Medial column stabilization improves the early result of calcaneal lengthening in children with cerebral palsy

Che Nan Huang, Kuan Wen Wu, Shier Chieg Huang, Ken N. Kuo, Ting Ming Wang

Research output: Contribution to journalArticlepeer-review

10 Citations (Scopus)


Calcaneal lengthening is a popular surgical treatment for pronated foot deformity. The aim of this study is to assess the effectiveness of medial column stabilization in improving the results of calcaneal lengthening for pronated foot deformity in ambulatory children with cerebral palsy. Twenty-one consecutive (37 feet) children with cerebral palsy with pronated foot deformity who received calcaneal lengthening from 2004 to 2009 were reviewed. Talonavicular stabilizations were performed by either stapling alone or fusion depending on the children's age and correctability of midfoot deformity. Satisfaction rates were assessed using Mosca's radiographic, Mosca's clinical, and Yoo's clinical criteria. Talonavicular coverage angle was also measured. Results between groups with and without stabilization of the talonavicular joint were compared. Group 1 included 11 children (19 feet) who had no talonavicular stabilization. Group 2 included 10 children (18 feet) who had talonavicular fixation. Groups were further divided into subgroups A [Gross Motor Function Classification System (GMFCS)≤II] and B (GMFCS≥III). Factors including demography, geographical classification, functional status, and preoperative degree of deformity were similar between the two groups. After the operation, all four radiographic parameters improved significantly. The talonavicular coverage angle was better in group 2 than in group 1. Mosca's radiographic results were satisfactory in 73.68% of cases in group 1 and 100% in group 2; the difference was statistically significant (P=0.027). As for Mosca's clinical results, 63.16% in group 1 and 83.33% in group 2 achieved satisfactory results (P=0.156). On the basis of Yoo's criteria, the results were satisfactory in 57.89% of cases in group 1 and in 94.44% of cases in group 2 (P=0.012). Further analysis on the satisfaction rates between the subgroups showed similar results between the patients in subgroup 1A and 2A, and significantly better results in subgroup 2B than in subgroup 1B. Concurrent stabilization of the talonavicular joint is an effective method to improve clinical and radiographic results of calcaneal lengthening in children with cerebral palsy with pronated feet, and the effect is more significant in children with worse GMFCS levels.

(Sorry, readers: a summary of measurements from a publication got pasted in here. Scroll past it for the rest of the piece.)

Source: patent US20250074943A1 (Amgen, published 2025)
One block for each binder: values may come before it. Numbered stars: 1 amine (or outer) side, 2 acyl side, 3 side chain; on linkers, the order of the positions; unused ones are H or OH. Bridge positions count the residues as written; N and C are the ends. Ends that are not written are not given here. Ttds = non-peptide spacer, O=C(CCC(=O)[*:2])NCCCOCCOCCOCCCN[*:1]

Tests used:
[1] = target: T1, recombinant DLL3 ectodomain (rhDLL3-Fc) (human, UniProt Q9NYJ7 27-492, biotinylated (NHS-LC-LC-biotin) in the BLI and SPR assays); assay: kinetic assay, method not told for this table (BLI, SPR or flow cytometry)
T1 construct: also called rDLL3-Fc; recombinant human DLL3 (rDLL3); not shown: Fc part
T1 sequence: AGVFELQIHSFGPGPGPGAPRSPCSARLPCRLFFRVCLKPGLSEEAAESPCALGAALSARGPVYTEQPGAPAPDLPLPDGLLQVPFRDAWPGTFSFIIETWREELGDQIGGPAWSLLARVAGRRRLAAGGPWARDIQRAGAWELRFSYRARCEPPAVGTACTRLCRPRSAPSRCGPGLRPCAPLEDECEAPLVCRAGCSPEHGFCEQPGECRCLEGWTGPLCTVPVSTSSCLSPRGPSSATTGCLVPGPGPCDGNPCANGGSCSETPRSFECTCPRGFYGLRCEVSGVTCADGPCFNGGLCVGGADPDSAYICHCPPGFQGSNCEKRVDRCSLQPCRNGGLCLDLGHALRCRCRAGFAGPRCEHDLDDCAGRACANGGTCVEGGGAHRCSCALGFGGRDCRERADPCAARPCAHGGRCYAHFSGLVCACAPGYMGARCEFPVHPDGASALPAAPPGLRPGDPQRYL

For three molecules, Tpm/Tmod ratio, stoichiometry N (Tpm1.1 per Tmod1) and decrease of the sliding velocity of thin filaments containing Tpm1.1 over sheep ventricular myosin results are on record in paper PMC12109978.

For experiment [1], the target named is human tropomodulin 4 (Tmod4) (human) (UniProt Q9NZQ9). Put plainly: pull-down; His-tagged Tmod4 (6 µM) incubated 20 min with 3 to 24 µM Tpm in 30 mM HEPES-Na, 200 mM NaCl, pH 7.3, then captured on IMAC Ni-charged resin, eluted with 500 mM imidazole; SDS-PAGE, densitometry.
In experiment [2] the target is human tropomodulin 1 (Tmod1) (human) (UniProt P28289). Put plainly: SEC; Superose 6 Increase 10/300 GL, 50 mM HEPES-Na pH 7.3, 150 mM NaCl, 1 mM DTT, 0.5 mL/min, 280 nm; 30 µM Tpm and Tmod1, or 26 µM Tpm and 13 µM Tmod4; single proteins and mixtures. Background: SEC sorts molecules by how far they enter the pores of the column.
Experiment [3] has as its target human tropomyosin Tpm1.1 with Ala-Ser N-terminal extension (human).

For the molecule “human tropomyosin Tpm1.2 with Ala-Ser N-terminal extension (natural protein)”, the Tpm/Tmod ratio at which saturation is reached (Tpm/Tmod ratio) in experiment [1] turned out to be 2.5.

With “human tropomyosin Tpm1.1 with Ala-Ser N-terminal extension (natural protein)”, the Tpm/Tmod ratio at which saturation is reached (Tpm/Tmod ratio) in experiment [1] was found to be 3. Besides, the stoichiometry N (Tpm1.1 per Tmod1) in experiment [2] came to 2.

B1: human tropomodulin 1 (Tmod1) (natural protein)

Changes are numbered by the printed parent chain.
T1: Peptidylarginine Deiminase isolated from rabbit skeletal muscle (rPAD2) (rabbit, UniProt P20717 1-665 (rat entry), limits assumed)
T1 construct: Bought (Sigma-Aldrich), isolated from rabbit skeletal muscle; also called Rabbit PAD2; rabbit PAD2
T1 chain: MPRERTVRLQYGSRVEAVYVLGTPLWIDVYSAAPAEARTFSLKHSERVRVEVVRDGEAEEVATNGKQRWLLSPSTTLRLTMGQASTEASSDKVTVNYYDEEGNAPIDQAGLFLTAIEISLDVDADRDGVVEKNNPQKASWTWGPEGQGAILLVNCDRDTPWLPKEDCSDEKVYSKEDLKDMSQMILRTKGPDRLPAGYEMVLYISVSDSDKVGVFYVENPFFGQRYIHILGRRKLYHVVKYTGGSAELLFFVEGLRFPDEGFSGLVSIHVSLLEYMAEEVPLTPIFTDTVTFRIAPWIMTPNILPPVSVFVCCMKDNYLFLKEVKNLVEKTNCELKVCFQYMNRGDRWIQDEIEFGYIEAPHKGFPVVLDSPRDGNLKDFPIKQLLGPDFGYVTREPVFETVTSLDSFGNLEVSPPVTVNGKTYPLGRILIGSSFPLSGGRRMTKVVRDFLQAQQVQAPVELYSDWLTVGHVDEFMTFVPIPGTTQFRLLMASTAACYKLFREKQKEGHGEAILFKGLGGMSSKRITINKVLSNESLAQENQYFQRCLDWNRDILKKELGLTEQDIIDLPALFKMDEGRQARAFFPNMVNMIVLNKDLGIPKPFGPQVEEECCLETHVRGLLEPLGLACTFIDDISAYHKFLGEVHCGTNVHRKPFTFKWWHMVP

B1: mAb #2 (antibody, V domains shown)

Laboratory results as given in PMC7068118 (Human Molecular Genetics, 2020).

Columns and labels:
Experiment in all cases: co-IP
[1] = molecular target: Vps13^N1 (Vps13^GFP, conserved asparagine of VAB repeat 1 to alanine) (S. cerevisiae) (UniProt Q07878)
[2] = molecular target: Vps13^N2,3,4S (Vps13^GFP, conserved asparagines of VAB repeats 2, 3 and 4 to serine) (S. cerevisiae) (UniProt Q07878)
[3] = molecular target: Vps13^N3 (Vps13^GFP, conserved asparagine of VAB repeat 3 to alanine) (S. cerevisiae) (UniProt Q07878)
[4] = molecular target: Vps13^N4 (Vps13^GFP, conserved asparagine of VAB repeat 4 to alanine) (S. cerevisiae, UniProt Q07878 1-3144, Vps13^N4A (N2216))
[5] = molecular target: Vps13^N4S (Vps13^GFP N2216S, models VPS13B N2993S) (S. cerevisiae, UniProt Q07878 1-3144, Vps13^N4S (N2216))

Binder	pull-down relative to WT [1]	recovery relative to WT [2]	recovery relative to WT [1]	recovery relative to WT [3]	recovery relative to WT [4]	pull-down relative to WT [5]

Original languageEnglish
Pages (from-to)233-239
Number of pages7
JournalJournal of Pediatric Orthopaedics Part B
Issue number3
Publication statusPublished - May 2013


  • calcaneal lengthening
  • cerebral palsy
  • medial column stabilization
  • pronated foot

ASJC Scopus subject areas

  • Pediatrics, Perinatology, and Child Health
  • Orthopedics and Sports Medicine


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